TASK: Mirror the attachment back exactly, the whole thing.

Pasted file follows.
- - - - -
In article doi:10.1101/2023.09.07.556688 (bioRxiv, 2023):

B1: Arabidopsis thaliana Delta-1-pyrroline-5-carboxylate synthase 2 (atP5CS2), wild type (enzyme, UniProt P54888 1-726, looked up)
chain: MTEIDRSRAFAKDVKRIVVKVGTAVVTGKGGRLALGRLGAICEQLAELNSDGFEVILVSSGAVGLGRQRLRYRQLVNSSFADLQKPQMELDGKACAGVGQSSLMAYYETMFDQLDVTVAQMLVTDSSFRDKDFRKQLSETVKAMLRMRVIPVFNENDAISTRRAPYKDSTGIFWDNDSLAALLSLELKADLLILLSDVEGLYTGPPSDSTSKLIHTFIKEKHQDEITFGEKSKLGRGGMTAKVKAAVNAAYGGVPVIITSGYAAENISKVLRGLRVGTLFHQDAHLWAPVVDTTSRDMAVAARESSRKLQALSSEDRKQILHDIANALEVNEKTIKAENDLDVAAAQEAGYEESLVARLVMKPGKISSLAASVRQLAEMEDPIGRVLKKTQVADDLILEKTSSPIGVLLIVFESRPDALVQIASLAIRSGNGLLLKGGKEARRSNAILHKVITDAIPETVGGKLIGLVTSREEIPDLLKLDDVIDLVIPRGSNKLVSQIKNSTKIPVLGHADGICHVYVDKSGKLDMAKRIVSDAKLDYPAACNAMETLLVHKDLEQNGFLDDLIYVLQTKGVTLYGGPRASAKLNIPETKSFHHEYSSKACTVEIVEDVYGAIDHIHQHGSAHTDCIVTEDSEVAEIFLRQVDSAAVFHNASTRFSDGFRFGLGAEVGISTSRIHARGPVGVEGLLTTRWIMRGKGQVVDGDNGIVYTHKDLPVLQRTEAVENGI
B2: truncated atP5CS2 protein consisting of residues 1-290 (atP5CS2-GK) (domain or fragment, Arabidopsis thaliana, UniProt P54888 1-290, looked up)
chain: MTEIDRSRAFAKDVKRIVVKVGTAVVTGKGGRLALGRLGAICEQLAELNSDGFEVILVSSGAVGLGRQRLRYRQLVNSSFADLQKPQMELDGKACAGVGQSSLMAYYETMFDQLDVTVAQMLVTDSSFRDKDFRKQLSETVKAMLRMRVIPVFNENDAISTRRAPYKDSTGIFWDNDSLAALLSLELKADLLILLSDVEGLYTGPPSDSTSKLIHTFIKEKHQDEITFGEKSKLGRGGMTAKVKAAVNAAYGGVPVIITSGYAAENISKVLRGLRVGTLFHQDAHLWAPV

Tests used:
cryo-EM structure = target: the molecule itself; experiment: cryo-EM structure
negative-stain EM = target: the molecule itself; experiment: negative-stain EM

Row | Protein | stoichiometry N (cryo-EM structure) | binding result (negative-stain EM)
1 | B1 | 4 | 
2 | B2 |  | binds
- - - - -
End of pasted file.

In article doi:10.1101/2023.09.07.556688 (bioRxiv, 2023):

B1: Arabidopsis thaliana Delta-1-pyrroline-5-carboxylate synthase 2 (atP5CS2), wild type (enzyme, UniProt P54888 1-726, looked up)
chain: MTEIDRSRAFAKDVKRIVVKVGTAVVTGKGGRLALGRLGAICEQLAELNSDGFEVILVSSGAVGLGRQRLRYRQLVNSSFADLQKPQMELDGKACAGVGQSSLMAYYETMFDQLDVTVAQMLVTDSSFRDKDFRKQLSETVKAMLRMRVIPVFNENDAISTRRAPYKDSTGIFWDNDSLAALLSLELKADLLILLSDVEGLYTGPPSDSTSKLIHTFIKEKHQDEITFGEKSKLGRGGMTAKVKAAVNAAYGGVPVIITSGYAAENISKVLRGLRVGTLFHQDAHLWAPVVDTTSRDMAVAARESSRKLQALSSEDRKQILHDIANALEVNEKTIKAENDLDVAAAQEAGYEESLVARLVMKPGKISSLAASVRQLAEMEDPIGRVLKKTQVADDLILEKTSSPIGVLLIVFESRPDALVQIASLAIRSGNGLLLKGGKEARRSNAILHKVITDAIPETVGGKLIGLVTSREEIPDLLKLDDVIDLVIPRGSNKLVSQIKNSTKIPVLGHADGICHVYVDKSGKLDMAKRIVSDAKLDYPAACNAMETLLVHKDLEQNGFLDDLIYVLQTKGVTLYGGPRASAKLNIPETKSFHHEYSSKACTVEIVEDVYGAIDHIHQHGSAHTDCIVTEDSEVAEIFLRQVDSAAVFHNASTRFSDGFRFGLGAEVGISTSRIHARGPVGVEGLLTTRWIMRGKGQVVDGDNGIVYTHKDLPVLQRTEAVENGI
B2: truncated atP5CS2 protein consisting of residues 1-290 (atP5CS2-GK) (domain or fragment, Arabidopsis thaliana, UniProt P54888 1-290, looked up)
chain: MTEIDRSRAFAKDVKRIVVKVGTAVVTGKGGRLALGRLGAICEQLAELNSDGFEVILVSSGAVGLGRQRLRYRQLVNSSFADLQKPQMELDGKACAGVGQSSLMAYYETMFDQLDVTVAQMLVTDSSFRDKDFRKQLSETVKAMLRMRVIPVFNENDAISTRRAPYKDSTGIFWDNDSLAALLSLELKADLLILLSDVEGLYTGPPSDSTSKLIHTFIKEKHQDEITFGEKSKLGRGGMTAKVKAAVNAAYGGVPVIITSGYAAENISKVLRGLRVGTLFHQDAHLWAPV

Tests used:
cryo-EM structure = target: the molecule itself; experiment: cryo-EM structure
negative-stain EM = target: the molecule itself; experiment: negative-stain EM

Row | Protein | stoichiometry N (cryo-EM structure) | binding result (negative-stain EM)
1 | B1 | 4 | 
2 | B2 |  | binds